Reviews for An Autumn War, by Daniel Abraham

birte's review

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adventurous dark tense medium-paced
  • Strong character development? Yes
  • Loveable characters? It's complicated
  • Diverse cast of characters? No
  • Flaws of characters a main focus? Yes

3.75

malkav11's review

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5.0

Fantastic. The looming Galt threat hinted at in behind-the-scenes machinations in the first two books arrives in the form of all out war on the cities of the Khaiem...a war long thought suicidal, but the general of the Galt forces has found a way to make it happen. We see the conflict from both sides, and while we can sympathize with the motives of the general, two books of investment in Otah Machi & company ensure that we have to hope that they manage to pull some sort of victory out from onrushing defeat. And ultimately the end is absolutely the only thing that could have happened, pyrrhic and yet transformative, the perfect capstone to a magnificent book.

braydin's review

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5.0

War finally comes to the Long Price universe. Again, set 15 years after book 2, Otah is looking to the future and trying to prepare his people for life without the andat. Meanwhile, the Galts have found a poet of their own and are looking to use him to put an end to the andat. Enough betrayal to make your head spin, An Autumn War is a fast paced read that was well worth the effort.

On an unrelated note, the lack of availability of this series in my semi-local bookstores (read Barnes and Nobles) has surprised me a little. The series has had, as far as I can tell, very good critical reception but were it not for a chance review and later finding books two and three in a used bookstore, I probably would not have ever found this series.

hawkeye7e720's review

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4.0

This book came very close to being a 5-star one to me. The only thing that kept it at 4 is the characters, which makes my review of the book even more difficult.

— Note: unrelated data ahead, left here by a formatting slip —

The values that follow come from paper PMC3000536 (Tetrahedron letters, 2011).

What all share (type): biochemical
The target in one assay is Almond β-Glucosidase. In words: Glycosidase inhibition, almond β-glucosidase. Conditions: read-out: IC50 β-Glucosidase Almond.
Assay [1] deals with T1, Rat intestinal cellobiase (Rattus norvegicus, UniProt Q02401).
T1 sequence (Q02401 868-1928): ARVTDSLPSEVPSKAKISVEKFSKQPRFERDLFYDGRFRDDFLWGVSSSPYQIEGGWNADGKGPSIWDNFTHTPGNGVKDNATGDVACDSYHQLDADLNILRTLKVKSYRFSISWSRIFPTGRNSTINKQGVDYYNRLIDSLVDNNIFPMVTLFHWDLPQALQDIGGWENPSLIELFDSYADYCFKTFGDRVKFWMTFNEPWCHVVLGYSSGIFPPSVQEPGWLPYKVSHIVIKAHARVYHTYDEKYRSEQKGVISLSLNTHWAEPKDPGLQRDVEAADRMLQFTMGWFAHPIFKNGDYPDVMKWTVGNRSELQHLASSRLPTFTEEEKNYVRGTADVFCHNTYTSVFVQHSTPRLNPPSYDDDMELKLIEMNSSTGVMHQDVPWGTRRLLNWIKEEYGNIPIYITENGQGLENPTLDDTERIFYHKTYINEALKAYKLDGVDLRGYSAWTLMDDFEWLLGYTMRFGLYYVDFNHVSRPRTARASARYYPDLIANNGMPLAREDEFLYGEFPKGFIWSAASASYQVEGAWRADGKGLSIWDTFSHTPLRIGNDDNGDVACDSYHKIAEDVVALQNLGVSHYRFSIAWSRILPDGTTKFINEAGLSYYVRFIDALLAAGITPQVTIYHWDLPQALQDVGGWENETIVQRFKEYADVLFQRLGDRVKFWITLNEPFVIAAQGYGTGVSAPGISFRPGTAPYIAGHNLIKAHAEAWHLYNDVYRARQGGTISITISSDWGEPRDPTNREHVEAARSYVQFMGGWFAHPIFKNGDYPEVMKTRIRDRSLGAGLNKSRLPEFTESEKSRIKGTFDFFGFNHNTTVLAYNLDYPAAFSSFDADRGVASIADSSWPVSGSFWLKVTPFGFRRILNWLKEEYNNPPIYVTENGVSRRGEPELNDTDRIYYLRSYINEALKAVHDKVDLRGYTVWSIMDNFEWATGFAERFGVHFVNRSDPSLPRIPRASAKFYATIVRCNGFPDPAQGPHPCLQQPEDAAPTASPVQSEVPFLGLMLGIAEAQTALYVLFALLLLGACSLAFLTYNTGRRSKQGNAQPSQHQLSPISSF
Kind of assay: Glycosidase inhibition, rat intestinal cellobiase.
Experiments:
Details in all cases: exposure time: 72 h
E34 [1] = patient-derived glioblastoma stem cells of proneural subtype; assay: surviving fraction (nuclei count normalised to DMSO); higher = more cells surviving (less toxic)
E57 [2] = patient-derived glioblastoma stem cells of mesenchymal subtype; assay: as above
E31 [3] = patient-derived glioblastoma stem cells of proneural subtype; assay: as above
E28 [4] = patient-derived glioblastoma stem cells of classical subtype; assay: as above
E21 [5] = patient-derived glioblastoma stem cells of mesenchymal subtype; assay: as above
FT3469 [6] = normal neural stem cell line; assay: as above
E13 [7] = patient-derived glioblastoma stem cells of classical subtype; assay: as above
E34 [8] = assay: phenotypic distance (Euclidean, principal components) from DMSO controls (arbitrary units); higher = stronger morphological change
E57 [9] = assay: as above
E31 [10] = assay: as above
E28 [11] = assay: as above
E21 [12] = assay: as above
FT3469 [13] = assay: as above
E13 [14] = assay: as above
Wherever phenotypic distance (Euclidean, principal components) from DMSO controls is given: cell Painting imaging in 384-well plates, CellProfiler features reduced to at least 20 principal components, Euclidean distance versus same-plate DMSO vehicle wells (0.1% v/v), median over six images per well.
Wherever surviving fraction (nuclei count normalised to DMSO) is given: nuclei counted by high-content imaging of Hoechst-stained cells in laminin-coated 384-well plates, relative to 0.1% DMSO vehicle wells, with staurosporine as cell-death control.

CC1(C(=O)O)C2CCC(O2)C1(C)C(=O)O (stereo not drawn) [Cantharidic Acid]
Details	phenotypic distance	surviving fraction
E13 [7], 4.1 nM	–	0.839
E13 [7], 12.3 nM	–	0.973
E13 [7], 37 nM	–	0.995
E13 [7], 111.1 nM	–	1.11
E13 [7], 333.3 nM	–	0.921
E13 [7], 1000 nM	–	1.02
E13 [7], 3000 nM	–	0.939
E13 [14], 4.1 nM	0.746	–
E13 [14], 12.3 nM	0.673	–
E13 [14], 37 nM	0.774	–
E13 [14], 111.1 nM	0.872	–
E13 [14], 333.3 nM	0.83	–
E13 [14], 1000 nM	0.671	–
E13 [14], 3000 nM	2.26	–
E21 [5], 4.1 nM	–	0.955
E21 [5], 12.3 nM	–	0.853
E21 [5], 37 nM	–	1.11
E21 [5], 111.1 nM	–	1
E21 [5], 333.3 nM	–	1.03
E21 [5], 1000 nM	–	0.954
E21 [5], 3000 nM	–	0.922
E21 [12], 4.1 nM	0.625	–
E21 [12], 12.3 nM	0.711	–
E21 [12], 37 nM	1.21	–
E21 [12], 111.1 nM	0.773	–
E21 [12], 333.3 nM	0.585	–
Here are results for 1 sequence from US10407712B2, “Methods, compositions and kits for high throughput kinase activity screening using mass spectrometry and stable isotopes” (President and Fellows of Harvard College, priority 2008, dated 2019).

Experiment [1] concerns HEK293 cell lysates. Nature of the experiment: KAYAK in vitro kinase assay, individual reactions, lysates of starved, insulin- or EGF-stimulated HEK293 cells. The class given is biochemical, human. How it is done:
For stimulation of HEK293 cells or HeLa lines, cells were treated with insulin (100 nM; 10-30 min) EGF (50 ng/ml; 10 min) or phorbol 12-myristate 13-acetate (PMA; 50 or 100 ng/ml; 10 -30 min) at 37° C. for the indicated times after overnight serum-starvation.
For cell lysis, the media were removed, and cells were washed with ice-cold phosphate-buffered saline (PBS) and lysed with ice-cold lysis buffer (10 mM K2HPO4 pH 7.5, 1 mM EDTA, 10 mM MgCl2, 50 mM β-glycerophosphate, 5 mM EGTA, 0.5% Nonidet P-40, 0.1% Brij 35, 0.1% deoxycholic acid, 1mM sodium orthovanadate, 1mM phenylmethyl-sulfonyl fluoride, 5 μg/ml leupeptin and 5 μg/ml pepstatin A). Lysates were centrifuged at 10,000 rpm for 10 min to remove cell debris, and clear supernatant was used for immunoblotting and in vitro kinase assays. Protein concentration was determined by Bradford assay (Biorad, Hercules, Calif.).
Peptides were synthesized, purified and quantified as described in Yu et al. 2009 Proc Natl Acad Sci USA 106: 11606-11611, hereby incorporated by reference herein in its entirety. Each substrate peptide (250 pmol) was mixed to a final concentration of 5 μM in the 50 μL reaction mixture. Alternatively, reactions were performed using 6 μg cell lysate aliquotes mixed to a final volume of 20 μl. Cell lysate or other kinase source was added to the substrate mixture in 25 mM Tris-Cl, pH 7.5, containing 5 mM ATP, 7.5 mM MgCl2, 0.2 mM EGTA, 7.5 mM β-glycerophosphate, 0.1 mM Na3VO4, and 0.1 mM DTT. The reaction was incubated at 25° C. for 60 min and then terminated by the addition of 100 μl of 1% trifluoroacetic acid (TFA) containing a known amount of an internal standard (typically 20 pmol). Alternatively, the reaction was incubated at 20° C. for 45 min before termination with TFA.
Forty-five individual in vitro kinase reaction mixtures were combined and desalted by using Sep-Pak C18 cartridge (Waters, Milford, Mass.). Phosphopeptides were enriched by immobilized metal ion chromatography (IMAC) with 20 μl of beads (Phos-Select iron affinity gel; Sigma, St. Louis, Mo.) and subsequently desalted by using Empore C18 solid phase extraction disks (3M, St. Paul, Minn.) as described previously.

I'm not a fan of any of these characters. I don't feel a special attachment to them and actually don't care what happens to them. However, and this is the weird part, I feel for the situation they are in. I can relate to both the people of the Khaiem's desperation against the Galts, and I can also relate to the Galtic Empire's desire to rid the world of the andat.

After a rough start with the first book, Abraham has turned into a writer that I'm looking forward to reading more of.

jeffy's review

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5.0

The first two books in this series were thought provoking with fascinating world building and refreshingly character-driven plots.

This one just blows the roof off. Without giving away the details, this could be a down-in-flames ending for a series. Instead it's the third book of four.

While the plot keeps the pages turning, it's the characters that move the plot and they're quite the characters. Even the most despicable human characters are believable in a way that doesn't just show you how they got that way, but makes you want to forgive them for the evil that they do. And vice versa, the "good guys" are all deeply flawed just like real people.

It would be worth reading the first two books to get to this one even if they weren't pretty good books in their own right. I want to rush on to the final volume, but I also want to sit with this one for a little while.

hadaad's review

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The best book in the series, so far. I enjoyed the other two immensely, but the stakes were just so much higher in this book, and Abraham pulled it off wonderfully.

eowyn's review

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5.0

Great continuation of this excellent fantasy series. It's fantasy only because it's a made up world with a little bit of magic that isn't really magic (what it is is much more interesting to me). I would compare these books to George R.R. Martin's Song of Ice and Fire (Game of Thrones) in that it's much more of a socio-political story of a particular culture going through tumultuous times and told through several characters' individual experiences. But it's much, much less violent and the characters are much more sympathetic while still being complicated and realistic people. One unique thing about the 4 books in this series is that each one takes place 10-15 years after the one before. So we're getting to know these same characters as teens/young adults, then in their 30s, now middle-aged, and over 60 in the last book. Interesting ideas, great characters, well-written, lots of empathy for the characters even the bad guys by the author. Highly recommend to adult fantasy lovers.

andyg's review

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4.0

possibly the best book in the series so far. So good to read a nuanced epic fantasy series.

bookaneer's review

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3.0

So many twists and turns. I have a lot of questions. Not sure I have somebody to root for anymore except Eiah.

aleanil's review

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4.0

Much improved over the first two books. They did a good job of setting the scene for what happens here, and it carried a far more interesting conflict than previous.